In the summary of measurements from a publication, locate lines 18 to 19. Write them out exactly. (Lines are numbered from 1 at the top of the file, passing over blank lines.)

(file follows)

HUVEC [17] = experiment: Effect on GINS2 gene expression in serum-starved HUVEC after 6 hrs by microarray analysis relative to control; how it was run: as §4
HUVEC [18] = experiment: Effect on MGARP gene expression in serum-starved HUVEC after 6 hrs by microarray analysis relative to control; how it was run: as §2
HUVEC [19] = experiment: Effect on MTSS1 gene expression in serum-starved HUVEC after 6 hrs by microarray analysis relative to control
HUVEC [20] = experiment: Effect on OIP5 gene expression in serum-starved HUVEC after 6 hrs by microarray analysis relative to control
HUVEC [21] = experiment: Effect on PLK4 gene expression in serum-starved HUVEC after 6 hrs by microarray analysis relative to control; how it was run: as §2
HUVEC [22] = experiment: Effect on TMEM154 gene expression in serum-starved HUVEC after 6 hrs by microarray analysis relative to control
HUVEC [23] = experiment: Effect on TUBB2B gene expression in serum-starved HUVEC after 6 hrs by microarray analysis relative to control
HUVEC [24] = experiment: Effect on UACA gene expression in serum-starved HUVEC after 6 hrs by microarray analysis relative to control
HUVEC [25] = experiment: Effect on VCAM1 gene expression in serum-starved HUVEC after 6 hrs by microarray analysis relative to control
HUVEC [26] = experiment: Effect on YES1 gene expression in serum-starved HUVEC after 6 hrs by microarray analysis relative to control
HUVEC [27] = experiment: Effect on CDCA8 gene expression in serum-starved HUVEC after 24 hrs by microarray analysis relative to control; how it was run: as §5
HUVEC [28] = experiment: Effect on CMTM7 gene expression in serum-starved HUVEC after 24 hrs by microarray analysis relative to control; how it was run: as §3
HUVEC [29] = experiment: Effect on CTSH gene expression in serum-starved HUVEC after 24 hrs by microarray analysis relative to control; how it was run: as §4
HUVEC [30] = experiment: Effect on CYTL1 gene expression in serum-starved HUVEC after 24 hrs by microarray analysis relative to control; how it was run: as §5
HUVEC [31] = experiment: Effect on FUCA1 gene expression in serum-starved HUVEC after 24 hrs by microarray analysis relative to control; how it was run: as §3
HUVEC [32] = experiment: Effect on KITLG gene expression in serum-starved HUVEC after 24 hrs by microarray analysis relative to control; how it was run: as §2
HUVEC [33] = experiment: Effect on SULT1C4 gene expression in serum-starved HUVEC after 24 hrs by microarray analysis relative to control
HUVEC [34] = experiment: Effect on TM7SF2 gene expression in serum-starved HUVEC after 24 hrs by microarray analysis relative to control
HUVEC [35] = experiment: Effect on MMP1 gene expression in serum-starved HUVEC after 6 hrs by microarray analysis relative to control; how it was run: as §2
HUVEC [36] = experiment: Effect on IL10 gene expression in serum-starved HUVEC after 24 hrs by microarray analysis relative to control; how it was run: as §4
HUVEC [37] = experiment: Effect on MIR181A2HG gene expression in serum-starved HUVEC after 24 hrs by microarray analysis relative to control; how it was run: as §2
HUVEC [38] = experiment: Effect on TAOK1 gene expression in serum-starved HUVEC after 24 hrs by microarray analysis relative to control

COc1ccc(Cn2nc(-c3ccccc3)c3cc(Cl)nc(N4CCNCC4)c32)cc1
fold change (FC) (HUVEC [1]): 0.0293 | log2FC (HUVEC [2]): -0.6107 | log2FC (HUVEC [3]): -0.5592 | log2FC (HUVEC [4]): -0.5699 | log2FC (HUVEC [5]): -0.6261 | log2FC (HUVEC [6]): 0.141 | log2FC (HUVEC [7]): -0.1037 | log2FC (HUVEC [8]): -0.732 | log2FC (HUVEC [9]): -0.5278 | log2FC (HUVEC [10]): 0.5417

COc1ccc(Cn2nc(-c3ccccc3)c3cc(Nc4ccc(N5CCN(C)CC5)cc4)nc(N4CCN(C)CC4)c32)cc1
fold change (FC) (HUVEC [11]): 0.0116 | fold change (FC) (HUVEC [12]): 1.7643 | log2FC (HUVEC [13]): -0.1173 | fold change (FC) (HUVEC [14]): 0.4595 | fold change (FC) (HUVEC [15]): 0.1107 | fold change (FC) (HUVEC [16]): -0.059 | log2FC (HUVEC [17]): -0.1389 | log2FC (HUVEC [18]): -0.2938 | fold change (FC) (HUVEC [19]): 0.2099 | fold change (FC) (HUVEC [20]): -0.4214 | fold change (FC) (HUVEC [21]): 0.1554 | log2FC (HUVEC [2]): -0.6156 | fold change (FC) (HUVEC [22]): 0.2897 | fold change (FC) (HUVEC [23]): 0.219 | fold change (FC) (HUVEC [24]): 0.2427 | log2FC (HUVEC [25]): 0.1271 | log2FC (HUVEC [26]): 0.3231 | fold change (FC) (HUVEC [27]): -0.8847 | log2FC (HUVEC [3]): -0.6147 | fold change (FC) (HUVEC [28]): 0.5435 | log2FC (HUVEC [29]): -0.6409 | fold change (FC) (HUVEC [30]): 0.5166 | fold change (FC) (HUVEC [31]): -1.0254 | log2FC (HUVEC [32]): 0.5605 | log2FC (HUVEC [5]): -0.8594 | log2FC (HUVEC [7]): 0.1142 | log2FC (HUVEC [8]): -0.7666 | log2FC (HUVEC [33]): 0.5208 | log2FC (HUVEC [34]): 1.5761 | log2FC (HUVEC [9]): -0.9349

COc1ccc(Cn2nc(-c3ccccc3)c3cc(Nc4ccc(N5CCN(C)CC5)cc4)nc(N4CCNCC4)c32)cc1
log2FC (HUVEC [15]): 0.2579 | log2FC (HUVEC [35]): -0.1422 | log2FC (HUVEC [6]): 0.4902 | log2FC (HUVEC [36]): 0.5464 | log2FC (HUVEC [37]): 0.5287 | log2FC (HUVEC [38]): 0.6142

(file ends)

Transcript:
HUVEC [34] = experiment: Effect on TM7SF2 gene expression in serum-starved HUVEC after 24 hrs by microarray analysis relative to control
HUVEC [35] = experiment: Effect on MMP1 gene expression in serum-starved HUVEC after 6 hrs by microarray analysis relative to control; how it was run: as §2